Habs Forward Group Underappreciated
July 29, 2017
By Grant McCagg
We had a subscriber leave a message on Recrutes board where he said this – “The holes in the roster aren’t shallow. we have a team who is going to try desperately to climb out of those holes.”
I really think that overstating the offensive “desperation” with a team coming off of a 103-point season. What was the solution to this supposed crisis….sign more UFA’s? Give a Russian who is 30 and played one successful NHL season in the past eight a 6-year contract at $7M plus? That is usually not a recipe for success.
At some point you have to expect young players that have been drafted to step into roles and not simply try to buy your way into filling holes or making desperation moves in the summer because there may be a position or two that is a concern. That is all there is on this team…two holes. Mind you they are important ones…but that’s why they haven’t been filled yet…teams aren’t going to give away first-line centers and top-pairing defencemen. For now, they will be filled within the organization…and at forward the void is not as desperate as many think as there is quite possibly a solution on the roster.
In terms of the other 18 positions on the team…in my view, the team is quite set….and in fact, has excellent depth and decent quality in those spots. There are at least 15 NHL calibre forwards and nine NHL-level defencemen. In net, there are three netminders that arguably should be playing in the NHL.
Good teams fill holes within the organization, and this club is in the position to do so this season. Many Habs fans seem to think there are no good prospects because not many have cracked the lineup the past two season. Teams often go through those cycles in terms of prospects joining the club..it’s not every year that three or four become regulars.
The fact is…they haven’t needed several to crack the lineup, and it needs to be remembered prospects simply aren’t ready until they are 21-23. When Detroit was making the playoffs every season they were lauded for remaining patient with their prospects and not inserting then in the lineup until they were fully ready. In Montreal, the GM is trashed for that approach.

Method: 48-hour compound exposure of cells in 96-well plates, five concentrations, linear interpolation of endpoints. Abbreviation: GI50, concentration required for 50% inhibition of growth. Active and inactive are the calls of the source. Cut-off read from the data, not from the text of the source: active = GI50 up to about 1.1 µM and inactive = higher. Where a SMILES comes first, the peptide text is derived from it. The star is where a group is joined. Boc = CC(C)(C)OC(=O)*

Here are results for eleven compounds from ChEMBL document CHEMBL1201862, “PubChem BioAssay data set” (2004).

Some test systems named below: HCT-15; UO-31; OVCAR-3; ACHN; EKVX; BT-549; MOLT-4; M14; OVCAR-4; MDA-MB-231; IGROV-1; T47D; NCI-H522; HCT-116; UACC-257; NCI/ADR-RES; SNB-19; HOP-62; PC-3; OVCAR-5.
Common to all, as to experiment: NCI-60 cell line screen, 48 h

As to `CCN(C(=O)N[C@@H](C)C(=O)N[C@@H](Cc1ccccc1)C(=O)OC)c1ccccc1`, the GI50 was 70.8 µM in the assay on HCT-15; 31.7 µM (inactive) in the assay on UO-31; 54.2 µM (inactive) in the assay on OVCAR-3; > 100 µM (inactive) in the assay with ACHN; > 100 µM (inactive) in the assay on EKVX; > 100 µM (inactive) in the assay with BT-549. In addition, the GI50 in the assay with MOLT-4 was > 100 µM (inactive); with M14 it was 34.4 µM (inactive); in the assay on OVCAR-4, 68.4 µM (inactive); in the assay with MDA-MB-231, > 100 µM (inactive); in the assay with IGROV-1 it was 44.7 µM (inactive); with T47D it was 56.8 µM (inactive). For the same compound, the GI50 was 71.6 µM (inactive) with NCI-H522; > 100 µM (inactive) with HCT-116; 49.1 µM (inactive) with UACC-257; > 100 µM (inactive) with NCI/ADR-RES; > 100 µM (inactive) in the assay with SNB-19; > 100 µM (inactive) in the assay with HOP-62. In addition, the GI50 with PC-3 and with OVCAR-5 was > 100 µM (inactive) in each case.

Players who were late first-round picks, second-round picks or even mid-rounders like Hudon are supposed to be force-fed into the roster because there are always high hopes in the unknown…maybe “this guy” can be a star. We saw what happened with rushing de la Rose…he lost his confidence and it took him a year-and-a-half to regain it. Same thing happened with a young Pacioretty once upon a time…to the point where he even asked to be sent down to regain his scoring confidence. I’m even guilty of wanting the rookies to be auditioned more often…but until they are on waivers…there is nothing wrong with developing them in the minors. No one has ever been ruined by playing in the AHL.
Bergevin in the offseason and in the past year lost none of his top prospects despite there being an expansion draft…but now the likes of Hudon, DLR, and McCarron need to make the big team over the next season or they will most likely be lost on waivers, and in my opinion they will become regulars…and perform half decently.
The other comment the subscriber said that caught my attention was this – that there is an “insane amount of pressure on Drouin to score.”
I don’t believe that is the case. Let’s look at the expected top nine.
Pacioretty had the fifth most goals in the league in the past five years..we don’t need to go into details in what he can bring…that will be goals and solid defence, including on the penalty kill.
Galchenyuk and Gallagher are only now entering their primes, and Galchenyuk scored 56 goals in the past two seasons. I expect Gallagher to bounce back from a scoring slump last season…why? Because at 23 he was producing and one of the most promising young players in the game…he was on the short list for an invite to the last Canadian Olympic team. He had some bad injury problems last season and simply couldn’t shoot or handle the puck like he can with his mangled hand …there is no reason not to expect him to bounce back and hit the 20-goal mark when one year earlier he was on pace for 30 goals, and at 22 years of age scored 24 goals.
Lehkonen is even younger and had a tremendous second half. He could well be a 25-goal scorer this season and already plays a solid all-around game. He has a lethal shot, strong work ethic and little fear to go to the scoring areas.
Danault is just 24 and had a dramatic improvement in his production. No reason not to expect him to get even more points as he enters his prime as he is still improving.
Don’t forget last year was his first full NHL season as he had only played 53 NHL games…he is only going to get more confidence with experience and likely get 45-50 points; good production in today’s NHL for a centerman that also brings, speed, defence and competitiveness. Byron had 22 goals and is going to be playing a third-line role…how many 22-goal scorers are there are NHL third lines? Not many, especially with his speed and excellent penalty killing ability.